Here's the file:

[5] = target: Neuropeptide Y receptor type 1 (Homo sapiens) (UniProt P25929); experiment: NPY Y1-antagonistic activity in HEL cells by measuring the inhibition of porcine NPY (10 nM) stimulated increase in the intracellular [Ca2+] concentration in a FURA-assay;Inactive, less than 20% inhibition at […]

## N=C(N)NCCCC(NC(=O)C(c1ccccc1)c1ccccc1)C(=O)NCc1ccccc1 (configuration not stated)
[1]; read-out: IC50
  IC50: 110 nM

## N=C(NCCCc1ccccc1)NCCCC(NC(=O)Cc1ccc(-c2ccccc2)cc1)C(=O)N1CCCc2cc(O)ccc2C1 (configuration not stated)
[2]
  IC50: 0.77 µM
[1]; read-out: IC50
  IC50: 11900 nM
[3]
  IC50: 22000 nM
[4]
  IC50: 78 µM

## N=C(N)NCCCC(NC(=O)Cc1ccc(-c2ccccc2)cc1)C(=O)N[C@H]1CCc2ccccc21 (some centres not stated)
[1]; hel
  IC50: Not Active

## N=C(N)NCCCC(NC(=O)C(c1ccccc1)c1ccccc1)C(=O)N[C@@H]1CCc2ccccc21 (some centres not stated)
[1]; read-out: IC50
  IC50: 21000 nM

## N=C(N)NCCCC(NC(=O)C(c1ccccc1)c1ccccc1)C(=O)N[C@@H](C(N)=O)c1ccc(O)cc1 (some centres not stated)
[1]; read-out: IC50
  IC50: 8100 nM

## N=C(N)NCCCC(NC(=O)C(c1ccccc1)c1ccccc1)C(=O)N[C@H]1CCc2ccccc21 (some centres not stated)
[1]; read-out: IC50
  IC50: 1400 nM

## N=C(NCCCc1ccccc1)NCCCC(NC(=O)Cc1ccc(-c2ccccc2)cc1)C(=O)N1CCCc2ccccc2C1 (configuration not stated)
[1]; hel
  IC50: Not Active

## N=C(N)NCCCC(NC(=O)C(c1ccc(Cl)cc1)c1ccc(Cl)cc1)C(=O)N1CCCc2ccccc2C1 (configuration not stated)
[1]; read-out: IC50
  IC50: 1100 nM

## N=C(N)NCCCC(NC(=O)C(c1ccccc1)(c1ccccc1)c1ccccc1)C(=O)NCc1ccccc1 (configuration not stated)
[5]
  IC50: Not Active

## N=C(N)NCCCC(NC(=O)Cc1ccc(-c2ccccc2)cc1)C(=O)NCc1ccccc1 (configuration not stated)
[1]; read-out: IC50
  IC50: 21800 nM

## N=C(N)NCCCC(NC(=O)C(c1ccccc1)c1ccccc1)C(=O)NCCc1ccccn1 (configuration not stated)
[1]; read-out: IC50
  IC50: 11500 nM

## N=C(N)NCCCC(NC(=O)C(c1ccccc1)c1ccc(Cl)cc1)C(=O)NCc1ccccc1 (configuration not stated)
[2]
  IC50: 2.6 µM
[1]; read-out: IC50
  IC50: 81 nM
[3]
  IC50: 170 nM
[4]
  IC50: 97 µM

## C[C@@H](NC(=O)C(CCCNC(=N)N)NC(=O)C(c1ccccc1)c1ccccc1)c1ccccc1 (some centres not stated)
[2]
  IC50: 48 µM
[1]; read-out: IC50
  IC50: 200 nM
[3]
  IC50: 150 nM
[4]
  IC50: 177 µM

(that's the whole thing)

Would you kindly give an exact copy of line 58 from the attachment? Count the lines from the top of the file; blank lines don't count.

  IC50: 177 µM